Signpost for Sunday 30 Aug, 2015: Song of Sol 2:8-13; Ps 45:1-2, 6-9; James 1:17-27; Mark 7:1-8, 14-15, 21-23.
Bookends. It’s this Old Testament and Gospel reading that I have sometimes left church wondering about.
Mark 21-23 has made me uncomfortable in the past and the way the lectionary cuts up the reading, I wouldn’t be surprised if it’s done the same for others. That old guilt thing rears its ugly head. I used to worry about all those evil things inside me and wonder when they were going to come out. I bet congregations down the ages have felt the same and I bet bible bashing preachers in times gone by have exploited that.
Fortunately, history and context come to the rescue once again for me. One of the primary reasons the first century author(s) of Mark are writing this gospel is to confirm and cement the inclusion of both Jews and gentiles as followers of ‘the way’. But gentile “uncleanness” would have been a massive barrier to that all-inclusiveness. So Jesus has to be seen to deal with it, in this gospel at least, even if he didn’t actually have to do that in his lifetime.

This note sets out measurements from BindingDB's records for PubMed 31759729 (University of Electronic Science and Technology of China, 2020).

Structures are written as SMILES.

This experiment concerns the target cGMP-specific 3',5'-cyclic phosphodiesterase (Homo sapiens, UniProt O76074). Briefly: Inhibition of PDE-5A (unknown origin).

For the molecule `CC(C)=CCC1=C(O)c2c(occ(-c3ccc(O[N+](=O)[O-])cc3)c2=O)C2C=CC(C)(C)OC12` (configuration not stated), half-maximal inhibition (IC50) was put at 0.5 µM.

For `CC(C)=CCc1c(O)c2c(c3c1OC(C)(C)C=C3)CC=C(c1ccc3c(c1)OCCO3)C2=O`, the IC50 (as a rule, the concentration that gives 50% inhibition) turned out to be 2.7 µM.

In one single stroke (verse 15), Jesus gets rid of the Jewish “purity law” relating to food. What you eat doesn’t matter, and it never did. You can blame those pesky Pharisees for misleading you.
Of course it probably wasn’t quite like that. Jesus has a real go at these Pharisees because Pharisees were the main group opposing the early church in the latter part of the first century, when our four gospels were written.
Yet during his lifetime Jesus would probably have agreed with them more than he does in the gospels. Most Pharisees, after all, were lay people, not priests. They thought that every Jew should live out their faith in their daily life, and not just leave it to the priests in Jerusalem. So most pharisaic Jews in Jesus’ time would not have understood an accusation that their way of going about things meant being loaded down with ‘legal demands’.
Now, what about those uncomfortable verses 21-23? Well look carefully and what we have here is a reminder of the Ten Commandments; for the benefit of the gentile followers, perhaps.
As for the Song of Solomon, I love it. The trouble is that Greek philosophical tradition greatly influenced the early Church Fathers in the second and third centuries, and much of Greek philosophy regards the bodily things as being of lower or lesser value than spiritual things. Forget about the Greeks and it becomes clear that body and soul are one in the Song, united in love. In fact, I prefer the idea that human love, at its best, is a glimpse or reflection of God’s love.